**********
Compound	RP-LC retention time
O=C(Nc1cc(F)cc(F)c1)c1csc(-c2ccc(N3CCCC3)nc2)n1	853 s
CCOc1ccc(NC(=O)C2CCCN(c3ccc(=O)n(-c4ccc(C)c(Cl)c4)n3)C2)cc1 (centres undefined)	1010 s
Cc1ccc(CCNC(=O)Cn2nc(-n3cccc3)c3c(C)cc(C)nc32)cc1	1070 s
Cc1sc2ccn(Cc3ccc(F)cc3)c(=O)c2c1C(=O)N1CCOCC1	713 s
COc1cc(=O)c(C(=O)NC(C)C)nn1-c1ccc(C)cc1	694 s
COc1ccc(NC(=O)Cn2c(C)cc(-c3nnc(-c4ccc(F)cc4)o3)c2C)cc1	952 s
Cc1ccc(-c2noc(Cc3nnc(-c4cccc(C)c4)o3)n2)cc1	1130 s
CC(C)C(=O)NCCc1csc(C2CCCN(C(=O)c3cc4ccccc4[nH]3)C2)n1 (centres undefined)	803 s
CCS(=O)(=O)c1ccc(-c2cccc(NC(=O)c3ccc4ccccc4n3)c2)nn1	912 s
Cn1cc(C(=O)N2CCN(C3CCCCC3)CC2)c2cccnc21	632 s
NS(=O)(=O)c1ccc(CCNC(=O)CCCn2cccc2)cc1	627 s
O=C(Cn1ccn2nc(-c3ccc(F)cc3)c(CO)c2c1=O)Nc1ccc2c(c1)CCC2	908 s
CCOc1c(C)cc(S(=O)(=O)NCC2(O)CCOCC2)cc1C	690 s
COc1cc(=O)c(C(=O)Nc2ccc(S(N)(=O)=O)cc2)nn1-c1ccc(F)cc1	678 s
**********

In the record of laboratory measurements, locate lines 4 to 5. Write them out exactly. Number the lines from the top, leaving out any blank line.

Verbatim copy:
Cc1ccc(CCNC(=O)Cn2nc(-n3cccc3)c3c(C)cc(C)nc32)cc1	1070 s
Cc1sc2ccn(Cc3ccc(F)cc3)c(=O)c2c1C(=O)N1CCOCC1	713 s